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post-workmate.jpgWe’ve had one form or another of Black & Decker’s Workmate series work tables for, well, as long as we can remember; this is another case of us having a tool for so long that we just forgot to mention it to you.  So here’s our belated recommendation: If you’re doing any kind of project work in a small shop, you’re going to want one of these.

At its core, the Workmate is a small workbench that folds away for easy storage.  (Just click two releases and the benchtop collapses to the base.  Fold the legs in, and you’re left with a package not much larger than the benchtop and about 8″ thick.)  However, the top is actually in three pieces, and with the cranks on the front you can move the front piece back and forth to clamp work in place — adding a vice functionality to the unit.  You can clamp small items (like a 2×4) with the center piece in place, or you can remove it to clamp larger items, including tools.

A quick trip to the local retailer revealed a number of cool features Black & Decker’s added since we came across our old model:  Newer Workmates include a linkage between the two clamp cranks so they turn together and can be operated with one hand, and they also offer two height settings.

Workmates come in a variety of “flavors,” from the simplest WM125 model with just an X-frame and a two-part benchtop all the way up to the WM425 (pictured here) which can handle up to 550 lbs and includes a 6-outlet power strip.  Black & Decker also offers specialized models that incorporate a hand truck — one less tool to carry — or are purpose designed for tasks like painting.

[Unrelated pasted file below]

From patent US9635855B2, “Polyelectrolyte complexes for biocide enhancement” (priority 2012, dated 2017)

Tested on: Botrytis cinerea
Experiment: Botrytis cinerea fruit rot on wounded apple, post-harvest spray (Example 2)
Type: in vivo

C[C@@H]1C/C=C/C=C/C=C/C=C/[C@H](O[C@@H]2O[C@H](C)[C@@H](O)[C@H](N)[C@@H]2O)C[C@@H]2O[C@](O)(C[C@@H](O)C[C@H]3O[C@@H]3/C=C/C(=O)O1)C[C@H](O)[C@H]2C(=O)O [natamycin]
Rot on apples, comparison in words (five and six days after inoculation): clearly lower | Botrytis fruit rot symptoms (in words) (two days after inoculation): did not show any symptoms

We’ll admit that we’ve used ours for all sorts of things, like clamping wood together during gluing and even acting as an impromptu welding table.  We’re guessing that “welding table” isn’t recommended in the manual, but hey, we lost our manual years ago.

Street pricing starts around $35 for the simplest version, and we found the big-boy WM425 readily available for around $100.  At these prices, we might just have to upgrade.

Workmate Project Centers [Black & Decker]
Street Pricing [Froogle]

 

4 Responses to Black & Decker’s Workmate Tables

  1. Steve Tipsword says:

    I’ve had a WM425 for some time. While it takes a little ‘convincing’ to make sure all three pieces of the top are flat when tightened, the versatility of the dog clamping system is great.
    I used T-nuts in to bolt down bench tools (miter saw, drill press, etc) and make a portable work table, but I’ve found that the special fittings that hold the individual surface panels to the frame are available from B&D. With these attached to individual boards for each tool, they can simply substitute for the center board instead of un/re bolting each time. Should keep the number of (intentional) holes in the 425 down. Next, a router station board. (Are you listening B&D?)

  2. @Steve: I was thinking of doing the same thing (getting extra bolt parts from B&D then using them to bolt stationary tools directly to the workmate). Good to know the idea is feasible.

  3. Randy says:

    Scored one of these at a garage sale the other day. $5. Dusty and had some paint on it, but otherwise in great condition.

  4. I’m looking for some tips on how to move. Husband is coming home from Iraq and looking to move back home when he retires! Came across your site…keep posting/blogging. Bookmarked and will be back;)

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